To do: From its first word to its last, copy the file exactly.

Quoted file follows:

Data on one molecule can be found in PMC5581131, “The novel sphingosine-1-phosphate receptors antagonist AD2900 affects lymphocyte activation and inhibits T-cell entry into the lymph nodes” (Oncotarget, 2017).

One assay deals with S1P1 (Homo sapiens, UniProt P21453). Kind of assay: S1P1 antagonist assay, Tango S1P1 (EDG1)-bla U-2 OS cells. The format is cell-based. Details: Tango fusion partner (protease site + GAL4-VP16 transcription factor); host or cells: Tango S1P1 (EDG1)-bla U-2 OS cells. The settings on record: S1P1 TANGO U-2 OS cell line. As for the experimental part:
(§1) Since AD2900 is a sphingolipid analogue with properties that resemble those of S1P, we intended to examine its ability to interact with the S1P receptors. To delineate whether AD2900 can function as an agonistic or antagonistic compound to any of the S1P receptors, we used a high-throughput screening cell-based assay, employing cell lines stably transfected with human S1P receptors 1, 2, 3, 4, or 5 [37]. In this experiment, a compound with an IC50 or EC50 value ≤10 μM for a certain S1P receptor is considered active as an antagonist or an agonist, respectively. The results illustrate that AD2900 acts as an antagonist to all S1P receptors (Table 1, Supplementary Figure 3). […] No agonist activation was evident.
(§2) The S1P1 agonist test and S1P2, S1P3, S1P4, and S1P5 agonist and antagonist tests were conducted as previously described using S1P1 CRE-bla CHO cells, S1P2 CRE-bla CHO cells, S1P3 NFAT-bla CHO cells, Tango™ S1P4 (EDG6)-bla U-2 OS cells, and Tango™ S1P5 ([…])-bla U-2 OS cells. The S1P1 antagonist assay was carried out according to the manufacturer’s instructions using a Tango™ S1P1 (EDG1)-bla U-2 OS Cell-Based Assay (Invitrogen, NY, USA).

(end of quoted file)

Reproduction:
Data on one molecule can be found in PMC5581131, “The novel sphingosine-1-phosphate receptors antagonist AD2900 affects lymphocyte activation and inhibits T-cell entry into the lymph nodes” (Oncotarget, 2017).

One assay deals with S1P1 (Homo sapiens, UniProt P21453). Kind of assay: S1P1 antagonist assay, Tango S1P1 (EDG1)-bla U-2 OS cells. The format is cell-based. Details: Tango fusion partner (protease site + GAL4-VP16 transcription factor); host or cells: Tango S1P1 (EDG1)-bla U-2 OS cells. The settings on record: S1P1 TANGO U-2 OS cell line. As for the experimental part:
(§1) Since AD2900 is a sphingolipid analogue with properties that resemble those of S1P, we intended to examine its ability to interact with the S1P receptors. To delineate whether AD2900 can function as an agonistic or antagonistic compound to any of the S1P receptors, we used a high-throughput screening cell-based assay, employing cell lines stably transfected with human S1P receptors 1, 2, 3, 4, or 5 [37]. In this experiment, a compound with an IC50 or EC50 value ≤10 μM for a certain S1P receptor is considered active as an antagonist or an agonist, respectively. The results illustrate that AD2900 acts as an antagonist to all S1P receptors (Table 1, Supplementary Figure 3). […] No agonist activation was evident.
(§2) The S1P1 agonist test and S1P2, S1P3, S1P4, and S1P5 agonist and antagonist tests were conducted as previously described using S1P1 CRE-bla CHO cells, S1P2 CRE-bla CHO cells, S1P3 NFAT-bla CHO cells, Tango™ S1P4 (EDG6)-bla U-2 OS cells, and Tango™ S1P5 ([…])-bla U-2 OS cells. The S1P1 antagonist assay was carried out according to the manufacturer’s instructions using a Tango™ S1P1 (EDG1)-bla U-2 OS Cell-Based Assay (Invitrogen, NY, USA).